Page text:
Original Research ARTICLE
A Case Study into Microbial Genome Assembly Gap Sequences and Finishing Strategies
- 1Graduate School of Genome Science and Technology, University of Tennessee, Knoxville, TN, United States
- 2Biosciences Division, Oak Ridge National Laboratory, Oak Ridge, TN, United States
- 3BioEnergy Science Center, Oak Ridge, TN, United States
This study characterized regions of DNA which remained unassembled by either PacBio and Illumina sequencing technologies for seven bacterial genomes. Two genomes were manually finished using bioinformatics and PCR/Sanger sequencing approaches and regions not assembled by automated software were analyzed. Gaps present within Illumina assemblies mostly correspond to repetitive DNA regions such as multiple rRNA operon sequences. PacBio gap sequences were evaluated for several properties such as GC content, read coverage, gap length, ability to form strong secondary structures, and corresponding annotations. Our hypothesis that strong secondary DNA structures blocked DNA polymerases and contributed to gap sequences was not accepted. PacBio assemblies had few limitations overall and gaps were explained as cumulative effect of lower than average sequence coverage and repetitive sequences at contig termini. An important aspect of the present study is the compilation of biological features that interfered with assembly and included active transposons, multiple plasmid sequences, phage DNA integration, and large sequence duplication. Our targeted genome finishing approach and systematic evaluation of the unassembled DNA will be useful for others looking to close, finish, and polish microbial genome sequences.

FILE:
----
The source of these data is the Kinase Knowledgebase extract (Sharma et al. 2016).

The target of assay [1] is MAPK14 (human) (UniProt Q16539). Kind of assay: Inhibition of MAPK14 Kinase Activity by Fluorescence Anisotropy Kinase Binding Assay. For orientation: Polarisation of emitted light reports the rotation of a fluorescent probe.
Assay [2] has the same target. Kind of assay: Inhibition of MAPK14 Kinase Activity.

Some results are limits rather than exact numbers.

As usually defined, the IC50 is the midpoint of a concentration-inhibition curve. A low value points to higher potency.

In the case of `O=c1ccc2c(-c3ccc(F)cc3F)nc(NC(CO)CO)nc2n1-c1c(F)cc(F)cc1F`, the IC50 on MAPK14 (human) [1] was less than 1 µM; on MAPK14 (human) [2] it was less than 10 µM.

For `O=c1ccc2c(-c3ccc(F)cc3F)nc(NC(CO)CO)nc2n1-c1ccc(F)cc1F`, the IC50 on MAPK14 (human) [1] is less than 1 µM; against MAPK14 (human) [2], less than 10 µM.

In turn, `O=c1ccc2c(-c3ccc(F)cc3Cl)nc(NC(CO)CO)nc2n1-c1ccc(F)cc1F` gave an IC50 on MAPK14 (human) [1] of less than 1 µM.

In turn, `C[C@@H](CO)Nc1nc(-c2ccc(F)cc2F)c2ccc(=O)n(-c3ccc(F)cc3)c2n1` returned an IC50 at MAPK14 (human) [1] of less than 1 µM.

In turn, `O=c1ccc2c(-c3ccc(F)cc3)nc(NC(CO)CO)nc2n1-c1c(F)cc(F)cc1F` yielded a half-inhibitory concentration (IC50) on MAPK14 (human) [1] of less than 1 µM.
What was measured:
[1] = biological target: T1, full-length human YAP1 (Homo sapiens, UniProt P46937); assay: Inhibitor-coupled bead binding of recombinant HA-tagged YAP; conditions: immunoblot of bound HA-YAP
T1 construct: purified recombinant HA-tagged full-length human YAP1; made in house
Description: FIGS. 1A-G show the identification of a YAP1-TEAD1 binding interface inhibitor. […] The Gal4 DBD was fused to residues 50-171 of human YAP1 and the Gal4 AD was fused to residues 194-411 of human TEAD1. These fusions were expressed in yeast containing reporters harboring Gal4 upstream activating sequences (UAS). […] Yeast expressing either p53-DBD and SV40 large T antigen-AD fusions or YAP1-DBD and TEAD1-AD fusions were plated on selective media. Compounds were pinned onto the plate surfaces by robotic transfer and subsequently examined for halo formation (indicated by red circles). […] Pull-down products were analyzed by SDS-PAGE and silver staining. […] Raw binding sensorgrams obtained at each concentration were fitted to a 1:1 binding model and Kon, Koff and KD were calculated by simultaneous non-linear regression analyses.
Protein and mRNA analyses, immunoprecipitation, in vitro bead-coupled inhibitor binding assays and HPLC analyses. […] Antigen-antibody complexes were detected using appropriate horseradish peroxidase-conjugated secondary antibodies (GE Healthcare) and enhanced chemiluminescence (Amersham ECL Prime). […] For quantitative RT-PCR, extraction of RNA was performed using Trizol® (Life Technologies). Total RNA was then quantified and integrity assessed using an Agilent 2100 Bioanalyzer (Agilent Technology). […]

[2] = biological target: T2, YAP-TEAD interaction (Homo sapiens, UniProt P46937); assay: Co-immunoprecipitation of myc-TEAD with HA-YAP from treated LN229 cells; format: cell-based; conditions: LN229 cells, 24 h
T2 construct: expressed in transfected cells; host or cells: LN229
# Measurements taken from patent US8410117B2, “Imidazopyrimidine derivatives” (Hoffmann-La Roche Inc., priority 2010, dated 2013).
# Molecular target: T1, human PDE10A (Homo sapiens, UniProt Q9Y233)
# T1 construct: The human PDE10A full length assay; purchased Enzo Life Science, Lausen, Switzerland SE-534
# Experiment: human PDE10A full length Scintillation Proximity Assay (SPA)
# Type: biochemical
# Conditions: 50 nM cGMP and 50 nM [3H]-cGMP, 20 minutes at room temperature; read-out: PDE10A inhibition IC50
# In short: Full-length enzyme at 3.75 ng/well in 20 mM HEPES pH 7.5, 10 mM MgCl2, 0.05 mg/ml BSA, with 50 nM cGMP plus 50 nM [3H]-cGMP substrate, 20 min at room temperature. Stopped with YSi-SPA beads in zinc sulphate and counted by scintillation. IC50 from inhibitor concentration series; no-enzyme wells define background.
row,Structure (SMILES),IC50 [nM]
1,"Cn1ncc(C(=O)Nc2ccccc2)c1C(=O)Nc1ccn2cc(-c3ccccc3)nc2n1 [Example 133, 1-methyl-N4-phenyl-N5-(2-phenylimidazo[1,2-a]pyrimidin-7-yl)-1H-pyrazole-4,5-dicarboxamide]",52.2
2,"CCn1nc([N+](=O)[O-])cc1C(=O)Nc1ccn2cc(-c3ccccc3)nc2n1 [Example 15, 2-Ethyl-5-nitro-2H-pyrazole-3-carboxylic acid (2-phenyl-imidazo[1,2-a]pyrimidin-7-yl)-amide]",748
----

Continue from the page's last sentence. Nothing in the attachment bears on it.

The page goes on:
Since the first Next-Generation Sequencing (NGS) platform was released by 454 Life science (Margulies et al., 2005), there has been a remarkable increase in sequencing efficiency, throughput, and read lengths (Koren and Phillippy, 2014). Sequencing costs continue to drop dramatically and whole genome sequencing is within reach for small-scale laboratories on relatively modest budgets. During the past decade, the sequencing industry has been largely dominated by the second generation, sequencing by synthesis platforms such as Illumina which are characterized by the low-cost, high-throughput, and short reads with high accuracy (van Dijk et al., 2014). Short sequencing reads have limited power to resolve large repetitive regions even within small microbial genomes (Chain et al., 2009; Nagarajan and Pop, 2013). Short read technologies are generally able to resolve microbial genomes up to the high-quality draft standard (Treangen and Salzberg, 2012), which is sufficient for many applications such as understanding gene-coding potential, strain typing, or pan-genome analysis (Roberts et al., 2013). However, draft genomes are fragmented assemblies that can contain misassembled regions, incorrect gene calls, and other artifacts. Fragmented assemblies are often attributed to repetitive DNA regions (such as rRNA operons) which are abundant in microbial genomes and present the greatest technical challenge to the assembly process especially when the repetitive region is longer than the read lengths (Treangen and Salzberg, 2012; Brown S. et al., 2014). Finished genome sequences are high quality by definition, represent more accurate genomic information and are often desirable for model organisms and industrially important microbes (Fraser et al., 2002; Thomma et al., 2015).